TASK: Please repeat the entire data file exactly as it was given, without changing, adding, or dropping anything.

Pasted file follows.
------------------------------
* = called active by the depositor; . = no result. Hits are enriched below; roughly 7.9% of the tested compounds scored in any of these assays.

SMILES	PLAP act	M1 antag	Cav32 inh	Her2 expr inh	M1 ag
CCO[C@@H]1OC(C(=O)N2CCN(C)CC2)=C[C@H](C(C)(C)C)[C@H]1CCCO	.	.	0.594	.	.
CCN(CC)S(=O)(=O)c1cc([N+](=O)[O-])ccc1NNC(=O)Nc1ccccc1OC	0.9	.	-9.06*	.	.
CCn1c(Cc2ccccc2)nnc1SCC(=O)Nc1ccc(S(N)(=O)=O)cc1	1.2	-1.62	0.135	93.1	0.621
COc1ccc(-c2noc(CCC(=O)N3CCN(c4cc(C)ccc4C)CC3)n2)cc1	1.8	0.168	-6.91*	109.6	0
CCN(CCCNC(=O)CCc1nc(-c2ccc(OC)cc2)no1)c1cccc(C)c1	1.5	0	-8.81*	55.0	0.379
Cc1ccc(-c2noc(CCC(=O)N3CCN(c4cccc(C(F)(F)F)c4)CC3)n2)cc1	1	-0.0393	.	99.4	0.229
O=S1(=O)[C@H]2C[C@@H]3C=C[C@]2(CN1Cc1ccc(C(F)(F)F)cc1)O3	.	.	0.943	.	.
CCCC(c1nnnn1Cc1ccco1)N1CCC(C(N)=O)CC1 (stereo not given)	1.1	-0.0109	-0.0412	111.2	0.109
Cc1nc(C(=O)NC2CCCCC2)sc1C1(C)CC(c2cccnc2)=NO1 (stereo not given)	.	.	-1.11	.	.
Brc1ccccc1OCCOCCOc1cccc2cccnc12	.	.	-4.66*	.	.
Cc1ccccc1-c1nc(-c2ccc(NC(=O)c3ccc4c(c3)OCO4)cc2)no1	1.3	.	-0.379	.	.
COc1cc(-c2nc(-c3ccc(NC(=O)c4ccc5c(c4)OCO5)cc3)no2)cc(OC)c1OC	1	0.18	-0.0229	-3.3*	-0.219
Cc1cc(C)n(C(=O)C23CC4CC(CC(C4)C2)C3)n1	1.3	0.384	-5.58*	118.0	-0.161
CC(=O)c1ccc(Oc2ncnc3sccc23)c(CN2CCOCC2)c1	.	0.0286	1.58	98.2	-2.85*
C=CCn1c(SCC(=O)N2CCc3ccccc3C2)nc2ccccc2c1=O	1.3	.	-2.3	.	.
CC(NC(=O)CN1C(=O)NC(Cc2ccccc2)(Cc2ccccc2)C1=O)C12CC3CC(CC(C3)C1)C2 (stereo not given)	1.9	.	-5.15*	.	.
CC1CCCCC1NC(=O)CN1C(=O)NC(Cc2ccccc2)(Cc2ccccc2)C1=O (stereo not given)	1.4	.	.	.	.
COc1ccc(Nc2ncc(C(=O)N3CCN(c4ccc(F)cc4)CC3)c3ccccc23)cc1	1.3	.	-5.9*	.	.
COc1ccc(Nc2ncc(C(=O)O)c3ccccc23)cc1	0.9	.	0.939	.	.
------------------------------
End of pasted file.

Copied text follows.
* = called active by the depositor; . = no result. Hits are enriched below; roughly 7.9% of the tested compounds scored in any of these assays.

SMILES	PLAP act	M1 antag	Cav32 inh	Her2 expr inh	M1 ag
CCO[C@@H]1OC(C(=O)N2CCN(C)CC2)=C[C@H](C(C)(C)C)[C@H]1CCCO	.	.	0.594	.	.
CCN(CC)S(=O)(=O)c1cc([N+](=O)[O-])ccc1NNC(=O)Nc1ccccc1OC	0.9	.	-9.06*	.	.
CCn1c(Cc2ccccc2)nnc1SCC(=O)Nc1ccc(S(N)(=O)=O)cc1	1.2	-1.62	0.135	93.1	0.621
COc1ccc(-c2noc(CCC(=O)N3CCN(c4cc(C)ccc4C)CC3)n2)cc1	1.8	0.168	-6.91*	109.6	0
CCN(CCCNC(=O)CCc1nc(-c2ccc(OC)cc2)no1)c1cccc(C)c1	1.5	0	-8.81*	55.0	0.379
Cc1ccc(-c2noc(CCC(=O)N3CCN(c4cccc(C(F)(F)F)c4)CC3)n2)cc1	1	-0.0393	.	99.4	0.229
O=S1(=O)[C@H]2C[C@@H]3C=C[C@]2(CN1Cc1ccc(C(F)(F)F)cc1)O3	.	.	0.943	.	.
CCCC(c1nnnn1Cc1ccco1)N1CCC(C(N)=O)CC1 (stereo not given)	1.1	-0.0109	-0.0412	111.2	0.109
Cc1nc(C(=O)NC2CCCCC2)sc1C1(C)CC(c2cccnc2)=NO1 (stereo not given)	.	.	-1.11	.	.
Brc1ccccc1OCCOCCOc1cccc2cccnc12	.	.	-4.66*	.	.
Cc1ccccc1-c1nc(-c2ccc(NC(=O)c3ccc4c(c3)OCO4)cc2)no1	1.3	.	-0.379	.	.
COc1cc(-c2nc(-c3ccc(NC(=O)c4ccc5c(c4)OCO5)cc3)no2)cc(OC)c1OC	1	0.18	-0.0229	-3.3*	-0.219
Cc1cc(C)n(C(=O)C23CC4CC(CC(C4)C2)C3)n1	1.3	0.384	-5.58*	118.0	-0.161
CC(=O)c1ccc(Oc2ncnc3sccc23)c(CN2CCOCC2)c1	.	0.0286	1.58	98.2	-2.85*
C=CCn1c(SCC(=O)N2CCc3ccccc3C2)nc2ccccc2c1=O	1.3	.	-2.3	.	.
CC(NC(=O)CN1C(=O)NC(Cc2ccccc2)(Cc2ccccc2)C1=O)C12CC3CC(CC(C3)C1)C2 (stereo not given)	1.9	.	-5.15*	.	.
CC1CCCCC1NC(=O)CN1C(=O)NC(Cc2ccccc2)(Cc2ccccc2)C1=O (stereo not given)	1.4	.	.	.	.
COc1ccc(Nc2ncc(C(=O)N3CCN(c4ccc(F)cc4)CC3)c3ccccc23)cc1	1.3	.	-5.9*	.	.
COc1ccc(Nc2ncc(C(=O)O)c3ccccc23)cc1	0.9	.	0.939	.	.